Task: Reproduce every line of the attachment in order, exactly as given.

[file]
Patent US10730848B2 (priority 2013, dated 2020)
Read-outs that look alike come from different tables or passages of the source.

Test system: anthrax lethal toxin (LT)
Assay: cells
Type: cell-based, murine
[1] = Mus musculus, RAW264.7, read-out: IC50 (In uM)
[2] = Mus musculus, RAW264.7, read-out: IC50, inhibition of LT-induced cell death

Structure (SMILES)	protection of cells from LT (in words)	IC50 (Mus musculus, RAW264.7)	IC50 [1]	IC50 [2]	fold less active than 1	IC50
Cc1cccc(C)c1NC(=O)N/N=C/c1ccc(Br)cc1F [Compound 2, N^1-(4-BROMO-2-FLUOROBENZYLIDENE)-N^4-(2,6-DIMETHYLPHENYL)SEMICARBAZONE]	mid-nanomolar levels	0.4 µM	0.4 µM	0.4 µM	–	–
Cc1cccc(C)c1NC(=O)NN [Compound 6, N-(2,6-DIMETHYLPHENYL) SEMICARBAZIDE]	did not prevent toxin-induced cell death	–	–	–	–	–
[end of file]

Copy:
Patent US10730848B2 (priority 2013, dated 2020)
Read-outs that look alike come from different tables or passages of the source.

Test system: anthrax lethal toxin (LT)
Assay: cells
Type: cell-based, murine
[1] = Mus musculus, RAW264.7, read-out: IC50 (In uM)
[2] = Mus musculus, RAW264.7, read-out: IC50, inhibition of LT-induced cell death

Structure (SMILES)	protection of cells from LT (in words)	IC50 (Mus musculus, RAW264.7)	IC50 [1]	IC50 [2]	fold less active than 1	IC50
Cc1cccc(C)c1NC(=O)N/N=C/c1ccc(Br)cc1F [Compound 2, N^1-(4-BROMO-2-FLUOROBENZYLIDENE)-N^4-(2,6-DIMETHYLPHENYL)SEMICARBAZONE]	mid-nanomolar levels	0.4 µM	0.4 µM	0.4 µM	–	–
Cc1cccc(C)c1NC(=O)NN [Compound 6, N-(2,6-DIMETHYLPHENYL) SEMICARBAZIDE]	did not prevent toxin-induced cell death	–	–	–	–	–